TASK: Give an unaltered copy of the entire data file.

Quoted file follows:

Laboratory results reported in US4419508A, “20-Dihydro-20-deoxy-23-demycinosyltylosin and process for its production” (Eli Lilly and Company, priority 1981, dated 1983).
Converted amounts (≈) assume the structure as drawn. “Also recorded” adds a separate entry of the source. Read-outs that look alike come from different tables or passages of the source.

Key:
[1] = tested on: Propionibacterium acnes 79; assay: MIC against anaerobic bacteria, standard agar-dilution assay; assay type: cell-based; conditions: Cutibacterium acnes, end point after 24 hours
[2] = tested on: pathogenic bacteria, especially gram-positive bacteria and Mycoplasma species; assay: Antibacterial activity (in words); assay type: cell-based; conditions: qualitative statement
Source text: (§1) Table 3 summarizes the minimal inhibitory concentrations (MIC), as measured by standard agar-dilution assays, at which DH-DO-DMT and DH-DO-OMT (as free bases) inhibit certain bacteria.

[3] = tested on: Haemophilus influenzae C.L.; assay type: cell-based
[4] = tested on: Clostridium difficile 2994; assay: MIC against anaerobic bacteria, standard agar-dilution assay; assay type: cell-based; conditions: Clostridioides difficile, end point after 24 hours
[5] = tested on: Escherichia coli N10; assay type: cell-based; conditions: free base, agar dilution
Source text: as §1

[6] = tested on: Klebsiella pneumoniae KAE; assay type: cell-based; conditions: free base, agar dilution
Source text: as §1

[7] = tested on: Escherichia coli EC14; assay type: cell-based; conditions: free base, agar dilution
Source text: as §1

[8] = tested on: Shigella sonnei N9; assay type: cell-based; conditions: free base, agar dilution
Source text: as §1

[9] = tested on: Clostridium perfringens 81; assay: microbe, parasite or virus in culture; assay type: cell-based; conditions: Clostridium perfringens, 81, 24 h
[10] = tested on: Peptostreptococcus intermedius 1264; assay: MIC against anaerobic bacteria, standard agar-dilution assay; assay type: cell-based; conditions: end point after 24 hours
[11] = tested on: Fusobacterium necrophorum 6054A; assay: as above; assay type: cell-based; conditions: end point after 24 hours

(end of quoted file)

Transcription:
Laboratory results reported in US4419508A, “20-Dihydro-20-deoxy-23-demycinosyltylosin and process for its production” (Eli Lilly and Company, priority 1981, dated 1983).
Converted amounts (≈) assume the structure as drawn. “Also recorded” adds a separate entry of the source. Read-outs that look alike come from different tables or passages of the source.

Key:
[1] = tested on: Propionibacterium acnes 79; assay: MIC against anaerobic bacteria, standard agar-dilution assay; assay type: cell-based; conditions: Cutibacterium acnes, end point after 24 hours
[2] = tested on: pathogenic bacteria, especially gram-positive bacteria and Mycoplasma species; assay: Antibacterial activity (in words); assay type: cell-based; conditions: qualitative statement
Source text: (§1) Table 3 summarizes the minimal inhibitory concentrations (MIC), as measured by standard agar-dilution assays, at which DH-DO-DMT and DH-DO-OMT (as free bases) inhibit certain bacteria.

[3] = tested on: Haemophilus influenzae C.L.; assay type: cell-based
[4] = tested on: Clostridium difficile 2994; assay: MIC against anaerobic bacteria, standard agar-dilution assay; assay type: cell-based; conditions: Clostridioides difficile, end point after 24 hours
[5] = tested on: Escherichia coli N10; assay type: cell-based; conditions: free base, agar dilution
Source text: as §1

[6] = tested on: Klebsiella pneumoniae KAE; assay type: cell-based; conditions: free base, agar dilution
Source text: as §1

[7] = tested on: Escherichia coli EC14; assay type: cell-based; conditions: free base, agar dilution
Source text: as §1

[8] = tested on: Shigella sonnei N9; assay type: cell-based; conditions: free base, agar dilution
Source text: as §1

[9] = tested on: Clostridium perfringens 81; assay: microbe, parasite or virus in culture; assay type: cell-based; conditions: Clostridium perfringens, 81, 24 h
[10] = tested on: Peptostreptococcus intermedius 1264; assay: MIC against anaerobic bacteria, standard agar-dilution assay; assay type: cell-based; conditions: end point after 24 hours
[11] = tested on: Fusobacterium necrophorum 6054A; assay: as above; assay type: cell-based; conditions: end point after 24 hours